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December 8, 1986

Proposal on the Expiration of the Unilaterial Soviet Moratorium on Nuclear Testing

This document was made possible with support from Leon Levy Foundation


Secret Copy Nº 5K



Nº P45/18

14 December 1986]



Identification Number


23 December 1986]


[to the] CPSU CC


The unilateral Soviet moratorium on any nuclear detonations expires on 1 January 1987.


In spite of the US refusal to join our unilateral action the moratorium has had great importance in political terms.


At the same time, in conditions where the United States extensively continues its own nuclear tests (23 during our moratorium) a further abstention from nuclear testing by the Soviet Union might cause harm to our security. There would also be certain political costs.


Hence there arises the need for us to resume tests. However, in this case, based on political considerations, testing in 1987 will be planned such that their number will approximately correspond to the level of the tests which we conducted in the period before announcement of the moratorium. This would allow us to retain the positive foreign policy result obtained by the Soviet Union from its unilateral action.


We propose to announce the decision about our resumption of nuclear tests in a special Soviet government statement which, in our opinion, ought to be published in the middle of December 1986.


In order to exert further pressure on the US we think it advisable to declare the following in this statement along with a political assessment of the significance of our unilateral moratorium and criticism of the unconstructive position of the United States.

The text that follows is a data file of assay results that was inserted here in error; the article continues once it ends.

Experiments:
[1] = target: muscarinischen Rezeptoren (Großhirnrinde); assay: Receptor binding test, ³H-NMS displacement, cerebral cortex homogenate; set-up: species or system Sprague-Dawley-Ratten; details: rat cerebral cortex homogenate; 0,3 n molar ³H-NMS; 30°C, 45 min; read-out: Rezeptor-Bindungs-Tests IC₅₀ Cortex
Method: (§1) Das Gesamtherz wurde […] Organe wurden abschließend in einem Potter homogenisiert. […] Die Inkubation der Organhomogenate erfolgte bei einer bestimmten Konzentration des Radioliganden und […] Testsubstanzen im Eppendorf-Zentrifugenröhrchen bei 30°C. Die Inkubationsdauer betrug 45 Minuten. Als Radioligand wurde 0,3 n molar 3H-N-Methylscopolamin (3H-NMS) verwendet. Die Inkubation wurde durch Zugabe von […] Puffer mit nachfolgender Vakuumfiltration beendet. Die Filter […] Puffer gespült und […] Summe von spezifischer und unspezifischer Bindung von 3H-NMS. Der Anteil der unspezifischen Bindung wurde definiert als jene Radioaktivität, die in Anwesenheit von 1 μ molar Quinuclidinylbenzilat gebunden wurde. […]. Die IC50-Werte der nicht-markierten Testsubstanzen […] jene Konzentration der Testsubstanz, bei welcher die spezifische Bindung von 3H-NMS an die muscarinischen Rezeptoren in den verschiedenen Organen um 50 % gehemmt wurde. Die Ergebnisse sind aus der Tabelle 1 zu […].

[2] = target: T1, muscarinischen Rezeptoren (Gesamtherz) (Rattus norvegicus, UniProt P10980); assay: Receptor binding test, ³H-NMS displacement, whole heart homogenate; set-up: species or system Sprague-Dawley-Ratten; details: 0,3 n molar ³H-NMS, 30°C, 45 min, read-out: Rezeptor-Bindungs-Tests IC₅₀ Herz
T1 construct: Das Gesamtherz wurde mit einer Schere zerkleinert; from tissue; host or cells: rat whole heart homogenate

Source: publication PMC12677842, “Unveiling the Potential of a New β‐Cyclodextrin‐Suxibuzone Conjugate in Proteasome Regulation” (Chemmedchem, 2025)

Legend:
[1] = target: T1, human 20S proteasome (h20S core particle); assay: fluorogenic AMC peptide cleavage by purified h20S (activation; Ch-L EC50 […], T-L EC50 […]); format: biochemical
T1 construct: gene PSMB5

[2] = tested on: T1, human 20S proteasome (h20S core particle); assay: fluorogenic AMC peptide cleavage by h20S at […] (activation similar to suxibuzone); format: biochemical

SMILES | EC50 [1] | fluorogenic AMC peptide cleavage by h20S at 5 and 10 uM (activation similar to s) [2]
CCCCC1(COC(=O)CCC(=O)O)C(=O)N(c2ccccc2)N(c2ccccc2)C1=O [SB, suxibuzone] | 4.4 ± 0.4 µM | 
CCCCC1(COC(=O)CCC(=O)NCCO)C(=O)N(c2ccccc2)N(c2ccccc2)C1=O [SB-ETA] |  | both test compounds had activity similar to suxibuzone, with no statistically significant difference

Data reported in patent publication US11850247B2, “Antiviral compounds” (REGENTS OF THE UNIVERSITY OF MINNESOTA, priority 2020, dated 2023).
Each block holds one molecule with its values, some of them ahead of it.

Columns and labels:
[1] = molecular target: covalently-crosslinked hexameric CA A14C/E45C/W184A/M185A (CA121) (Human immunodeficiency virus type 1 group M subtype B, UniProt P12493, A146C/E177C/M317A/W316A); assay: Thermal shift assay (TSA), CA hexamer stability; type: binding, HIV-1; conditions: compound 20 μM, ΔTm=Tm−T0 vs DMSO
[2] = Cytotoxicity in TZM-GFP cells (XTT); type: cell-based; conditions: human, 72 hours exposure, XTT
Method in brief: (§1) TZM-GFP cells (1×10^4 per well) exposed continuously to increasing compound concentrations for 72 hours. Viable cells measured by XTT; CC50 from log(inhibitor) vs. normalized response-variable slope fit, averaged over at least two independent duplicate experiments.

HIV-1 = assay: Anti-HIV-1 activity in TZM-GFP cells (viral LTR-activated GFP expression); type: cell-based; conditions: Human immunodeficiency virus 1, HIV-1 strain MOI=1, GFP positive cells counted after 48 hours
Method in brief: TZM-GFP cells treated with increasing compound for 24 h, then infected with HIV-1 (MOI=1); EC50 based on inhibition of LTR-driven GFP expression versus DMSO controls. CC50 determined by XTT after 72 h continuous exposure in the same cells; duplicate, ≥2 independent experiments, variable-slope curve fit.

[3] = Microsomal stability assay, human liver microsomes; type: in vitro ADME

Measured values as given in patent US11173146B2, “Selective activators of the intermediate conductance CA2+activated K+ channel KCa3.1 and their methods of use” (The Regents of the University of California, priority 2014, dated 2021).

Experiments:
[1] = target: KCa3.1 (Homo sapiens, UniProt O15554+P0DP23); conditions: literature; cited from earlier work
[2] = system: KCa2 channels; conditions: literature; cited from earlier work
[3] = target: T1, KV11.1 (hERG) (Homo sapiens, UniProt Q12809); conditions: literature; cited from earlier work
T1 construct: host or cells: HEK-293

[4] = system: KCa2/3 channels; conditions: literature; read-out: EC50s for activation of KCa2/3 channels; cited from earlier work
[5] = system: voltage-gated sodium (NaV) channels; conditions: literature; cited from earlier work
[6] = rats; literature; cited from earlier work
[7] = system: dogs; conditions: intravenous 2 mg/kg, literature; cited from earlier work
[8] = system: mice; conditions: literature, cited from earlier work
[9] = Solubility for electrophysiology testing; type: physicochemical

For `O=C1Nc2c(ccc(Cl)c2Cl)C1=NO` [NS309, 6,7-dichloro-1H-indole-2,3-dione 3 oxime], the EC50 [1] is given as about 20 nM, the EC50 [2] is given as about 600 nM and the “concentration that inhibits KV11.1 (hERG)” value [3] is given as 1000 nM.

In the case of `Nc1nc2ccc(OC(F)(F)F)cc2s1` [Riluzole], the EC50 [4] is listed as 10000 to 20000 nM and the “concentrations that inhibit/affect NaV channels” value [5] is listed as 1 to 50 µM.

First, the USSR will resume nuclear tests only after the first American test explosion in 1987.


Second, the USSR will be ready to return to the moratorium at any time if the US announces a decision to halt its nuclear tests.


It is also necessary to stress in the statement the readiness of the Soviet Union to immediately begin full-scale negotiations about a prohibition of nuclear tests, in the process of which this problem might be solved in stages.


Taking into account that in the Western mass media the fullest information and analysis of the most important world events is, as a rule, given at the end of the week, we consider it advisable to broadcast the statement via radio and television on 11 or 18 December, publishing it in the press the next day.


We think it useful to inform the friends, the "Delhi Six,"[1] the Non-Aligned Movement (through its chairman, R. Mugabe), the UN Secretary General, and the Director General of the International Atomic Energy Agency beforehand about the decision which has been made, and to also inform the other nuclear powers of this.


A draft resolution is attached.


We request [you] examine [it].


[signed] L. ZAYKOV


[signed] S. SOKOLOV

[signed] A. DOBRYNIN

[signed] YU. MAKSIMOV

[signed] L. RYABOV


8 December 1986




[1]Participants in the 1985 six nation summit on nuclear disarmament held in New Delhi: Argentina, Greece, India, Mexico, Tanzania, and Sweden.

Proposal to resume Soviet nuclear testing following the expiration of the USSR's unilateral moratorium on nuclear detonations on 1 January 1987. The US government continued nuclear testing throughout 1986 and did not join the Soviet moratorium. Proposes to announce the resumption of testing in December 1986 following the first American test explosion in 1987.

Document Information


TsKhSD F. 89, Op. 18, D. 109. Translated for CWIHP by Gary Goldberg.


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Leon Levy Foundation